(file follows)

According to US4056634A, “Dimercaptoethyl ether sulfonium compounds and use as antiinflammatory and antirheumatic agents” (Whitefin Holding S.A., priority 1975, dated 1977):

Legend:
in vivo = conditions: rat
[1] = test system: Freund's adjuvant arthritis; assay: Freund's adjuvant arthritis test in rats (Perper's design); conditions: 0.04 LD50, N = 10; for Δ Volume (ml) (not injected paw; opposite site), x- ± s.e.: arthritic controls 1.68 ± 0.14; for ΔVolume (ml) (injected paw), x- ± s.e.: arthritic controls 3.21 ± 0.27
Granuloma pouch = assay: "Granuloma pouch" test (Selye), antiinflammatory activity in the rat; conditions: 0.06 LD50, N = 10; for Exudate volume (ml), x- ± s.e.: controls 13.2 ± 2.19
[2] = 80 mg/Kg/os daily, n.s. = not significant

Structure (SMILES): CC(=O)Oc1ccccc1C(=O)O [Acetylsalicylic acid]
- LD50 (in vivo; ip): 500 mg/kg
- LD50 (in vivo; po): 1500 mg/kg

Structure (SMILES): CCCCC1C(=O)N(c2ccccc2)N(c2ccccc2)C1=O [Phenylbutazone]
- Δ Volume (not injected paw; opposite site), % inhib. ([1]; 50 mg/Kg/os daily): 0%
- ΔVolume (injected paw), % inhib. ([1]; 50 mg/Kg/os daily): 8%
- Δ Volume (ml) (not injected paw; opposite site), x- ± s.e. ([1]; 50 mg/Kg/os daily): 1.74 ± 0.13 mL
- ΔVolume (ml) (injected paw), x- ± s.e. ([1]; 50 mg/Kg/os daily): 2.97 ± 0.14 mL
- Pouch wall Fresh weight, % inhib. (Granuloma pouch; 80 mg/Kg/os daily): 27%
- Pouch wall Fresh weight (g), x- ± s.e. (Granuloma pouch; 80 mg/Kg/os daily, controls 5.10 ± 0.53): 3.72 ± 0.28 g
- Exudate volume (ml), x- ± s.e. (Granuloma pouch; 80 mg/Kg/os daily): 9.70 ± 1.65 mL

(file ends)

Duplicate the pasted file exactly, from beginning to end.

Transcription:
According to US4056634A, “Dimercaptoethyl ether sulfonium compounds and use as antiinflammatory and antirheumatic agents” (Whitefin Holding S.A., priority 1975, dated 1977):

Legend:
in vivo = conditions: rat
[1] = test system: Freund's adjuvant arthritis; assay: Freund's adjuvant arthritis test in rats (Perper's design); conditions: 0.04 LD50, N = 10; for Δ Volume (ml) (not injected paw; opposite site), x- ± s.e.: arthritic controls 1.68 ± 0.14; for ΔVolume (ml) (injected paw), x- ± s.e.: arthritic controls 3.21 ± 0.27
Granuloma pouch = assay: "Granuloma pouch" test (Selye), antiinflammatory activity in the rat; conditions: 0.06 LD50, N = 10; for Exudate volume (ml), x- ± s.e.: controls 13.2 ± 2.19
[2] = 80 mg/Kg/os daily, n.s. = not significant

Structure (SMILES): CC(=O)Oc1ccccc1C(=O)O [Acetylsalicylic acid]
- LD50 (in vivo; ip): 500 mg/kg
- LD50 (in vivo; po): 1500 mg/kg

Structure (SMILES): CCCCC1C(=O)N(c2ccccc2)N(c2ccccc2)C1=O [Phenylbutazone]
- Δ Volume (not injected paw; opposite site), % inhib. ([1]; 50 mg/Kg/os daily): 0%
- ΔVolume (injected paw), % inhib. ([1]; 50 mg/Kg/os daily): 8%
- Δ Volume (ml) (not injected paw; opposite site), x- ± s.e. ([1]; 50 mg/Kg/os daily): 1.74 ± 0.13 mL
- ΔVolume (ml) (injected paw), x- ± s.e. ([1]; 50 mg/Kg/os daily): 2.97 ± 0.14 mL
- Pouch wall Fresh weight, % inhib. (Granuloma pouch; 80 mg/Kg/os daily): 27%
- Pouch wall Fresh weight (g), x- ± s.e. (Granuloma pouch; 80 mg/Kg/os daily, controls 5.10 ± 0.53): 3.72 ± 0.28 g
- Exudate volume (ml), x- ± s.e. (Granuloma pouch; 80 mg/Kg/os daily): 9.70 ± 1.65 mL